Event Title

Aerobic Exercise as a Rehabilitative Strategy Following Inschemic Stroke in Aged C57BL/6 Mice

Graduation Year

2015

Location

Center for Natural Sciences, Illinois Wesleyan University

Start Date

18-4-2015 9:00 AM

End Date

18-4-2015 10:00 AM

Description

Current stroke rehabilitative strategies fail to yield complete recovery in patients. Further, these strategies require intensive training that is not often feasible for patients. Because aerobic exercise is neuroprotective, it has been explored as a means to promote better functional outcome post-stroke. Exercise is also an appealing rehabilitative strategy because it requires less intensity and clinician oversight than traditional therapy. This study investigated the efficacy of post-stroke exercise in an aged-mouse model of stroke. Mice were trained on a skilled reaching task before receiving focal ischemic stroke affecting their dominant limb. Following stroke, the mice were subdivided into four different groups for rehabilitative training including traditional focused rehabilitation of the impaired limb, aerobic exercise, a combination of focused rehabilitation and exercise, and a control group. Results suggest that exercise is as beneficial as traditional rehabilitative training for functional outcome, indicating that exercise may be a beneficial rehabilitative strategy in humans.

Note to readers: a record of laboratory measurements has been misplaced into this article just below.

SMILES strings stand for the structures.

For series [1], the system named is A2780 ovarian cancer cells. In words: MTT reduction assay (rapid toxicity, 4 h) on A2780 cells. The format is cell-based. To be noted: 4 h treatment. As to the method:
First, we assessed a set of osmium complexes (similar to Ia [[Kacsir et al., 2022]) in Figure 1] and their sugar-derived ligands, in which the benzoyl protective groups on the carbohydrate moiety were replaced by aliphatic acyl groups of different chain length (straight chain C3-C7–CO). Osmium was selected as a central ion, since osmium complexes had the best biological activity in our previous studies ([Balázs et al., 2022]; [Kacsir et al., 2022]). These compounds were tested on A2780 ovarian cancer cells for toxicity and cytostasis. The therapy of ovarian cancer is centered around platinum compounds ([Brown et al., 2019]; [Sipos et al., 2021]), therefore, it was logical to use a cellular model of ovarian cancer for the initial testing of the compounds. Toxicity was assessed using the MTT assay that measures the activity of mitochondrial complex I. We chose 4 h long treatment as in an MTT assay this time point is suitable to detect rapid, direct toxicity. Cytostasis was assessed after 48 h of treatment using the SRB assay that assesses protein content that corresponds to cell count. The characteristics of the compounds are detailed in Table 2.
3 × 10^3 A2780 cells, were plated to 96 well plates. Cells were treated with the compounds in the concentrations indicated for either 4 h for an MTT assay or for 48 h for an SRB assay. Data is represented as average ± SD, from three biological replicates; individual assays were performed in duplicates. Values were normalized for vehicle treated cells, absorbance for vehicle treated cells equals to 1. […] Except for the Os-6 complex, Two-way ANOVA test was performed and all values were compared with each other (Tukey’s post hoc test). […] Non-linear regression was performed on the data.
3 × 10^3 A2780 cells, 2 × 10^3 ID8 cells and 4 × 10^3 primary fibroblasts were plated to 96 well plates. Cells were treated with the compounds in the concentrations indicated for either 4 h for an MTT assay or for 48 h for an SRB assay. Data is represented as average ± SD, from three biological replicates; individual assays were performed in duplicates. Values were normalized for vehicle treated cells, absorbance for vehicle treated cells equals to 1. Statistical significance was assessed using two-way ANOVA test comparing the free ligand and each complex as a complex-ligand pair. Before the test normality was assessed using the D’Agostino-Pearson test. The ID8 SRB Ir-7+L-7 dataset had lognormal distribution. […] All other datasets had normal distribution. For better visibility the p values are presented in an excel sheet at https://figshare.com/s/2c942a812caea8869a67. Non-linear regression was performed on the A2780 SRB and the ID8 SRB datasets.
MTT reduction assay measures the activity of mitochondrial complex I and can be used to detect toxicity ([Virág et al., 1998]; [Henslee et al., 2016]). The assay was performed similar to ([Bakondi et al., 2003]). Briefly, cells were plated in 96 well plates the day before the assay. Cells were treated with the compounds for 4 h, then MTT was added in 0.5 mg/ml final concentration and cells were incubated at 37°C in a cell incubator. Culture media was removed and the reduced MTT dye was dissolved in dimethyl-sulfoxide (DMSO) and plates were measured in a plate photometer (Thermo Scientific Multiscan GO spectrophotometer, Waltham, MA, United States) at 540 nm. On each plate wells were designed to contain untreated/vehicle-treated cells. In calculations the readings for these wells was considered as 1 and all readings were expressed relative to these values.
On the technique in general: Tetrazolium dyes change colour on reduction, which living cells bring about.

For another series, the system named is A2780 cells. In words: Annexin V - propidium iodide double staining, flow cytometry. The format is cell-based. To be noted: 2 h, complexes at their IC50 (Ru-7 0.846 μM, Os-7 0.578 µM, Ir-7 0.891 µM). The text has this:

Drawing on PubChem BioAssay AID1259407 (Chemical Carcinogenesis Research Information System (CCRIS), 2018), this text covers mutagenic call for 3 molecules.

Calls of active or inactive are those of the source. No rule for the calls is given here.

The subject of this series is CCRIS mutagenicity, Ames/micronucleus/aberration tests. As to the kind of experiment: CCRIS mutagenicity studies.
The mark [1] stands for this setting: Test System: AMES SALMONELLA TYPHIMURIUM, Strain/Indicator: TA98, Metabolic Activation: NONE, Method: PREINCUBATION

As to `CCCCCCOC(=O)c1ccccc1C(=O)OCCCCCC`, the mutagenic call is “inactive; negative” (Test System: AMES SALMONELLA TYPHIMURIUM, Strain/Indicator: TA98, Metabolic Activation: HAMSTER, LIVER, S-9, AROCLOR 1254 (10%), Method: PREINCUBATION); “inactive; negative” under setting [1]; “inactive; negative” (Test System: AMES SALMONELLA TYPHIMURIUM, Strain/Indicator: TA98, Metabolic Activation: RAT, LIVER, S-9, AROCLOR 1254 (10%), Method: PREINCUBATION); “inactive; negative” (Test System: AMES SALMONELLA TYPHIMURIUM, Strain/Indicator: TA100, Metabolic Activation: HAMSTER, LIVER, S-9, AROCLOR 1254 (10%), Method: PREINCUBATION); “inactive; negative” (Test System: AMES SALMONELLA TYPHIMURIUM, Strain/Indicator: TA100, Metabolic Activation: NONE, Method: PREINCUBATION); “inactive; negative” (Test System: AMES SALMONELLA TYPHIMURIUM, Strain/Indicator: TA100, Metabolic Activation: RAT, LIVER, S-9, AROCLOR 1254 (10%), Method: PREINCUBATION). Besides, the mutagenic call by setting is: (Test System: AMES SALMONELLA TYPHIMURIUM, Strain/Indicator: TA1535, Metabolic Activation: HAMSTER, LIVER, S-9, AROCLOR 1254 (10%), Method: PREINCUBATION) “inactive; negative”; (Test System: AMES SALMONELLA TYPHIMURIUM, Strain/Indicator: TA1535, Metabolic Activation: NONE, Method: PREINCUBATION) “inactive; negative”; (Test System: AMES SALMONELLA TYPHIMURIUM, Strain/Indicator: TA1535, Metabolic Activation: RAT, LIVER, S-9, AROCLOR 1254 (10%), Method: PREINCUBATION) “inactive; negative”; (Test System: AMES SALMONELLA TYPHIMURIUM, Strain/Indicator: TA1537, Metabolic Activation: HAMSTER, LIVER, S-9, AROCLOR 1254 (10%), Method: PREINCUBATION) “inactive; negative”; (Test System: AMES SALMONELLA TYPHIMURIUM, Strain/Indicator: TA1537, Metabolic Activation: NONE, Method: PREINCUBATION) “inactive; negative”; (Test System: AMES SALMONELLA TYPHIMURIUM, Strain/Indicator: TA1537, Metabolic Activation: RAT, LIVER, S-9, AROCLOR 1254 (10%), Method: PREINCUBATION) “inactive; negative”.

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Apr 18th, 9:00 AM Apr 18th, 10:00 AM

Aerobic Exercise as a Rehabilitative Strategy Following Inschemic Stroke in Aged C57BL/6 Mice

Center for Natural Sciences, Illinois Wesleyan University

Current stroke rehabilitative strategies fail to yield complete recovery in patients. Further, these strategies require intensive training that is not often feasible for patients. Because aerobic exercise is neuroprotective, it has been explored as a means to promote better functional outcome post-stroke. Exercise is also an appealing rehabilitative strategy because it requires less intensity and clinician oversight than traditional therapy. This study investigated the efficacy of post-stroke exercise in an aged-mouse model of stroke. Mice were trained on a skilled reaching task before receiving focal ischemic stroke affecting their dominant limb. Following stroke, the mice were subdivided into four different groups for rehabilitative training including traditional focused rehabilitation of the impaired limb, aerobic exercise, a combination of focused rehabilitation and exercise, and a control group. Results suggest that exercise is as beneficial as traditional rehabilitative training for functional outcome, indicating that exercise may be a beneficial rehabilitative strategy in humans.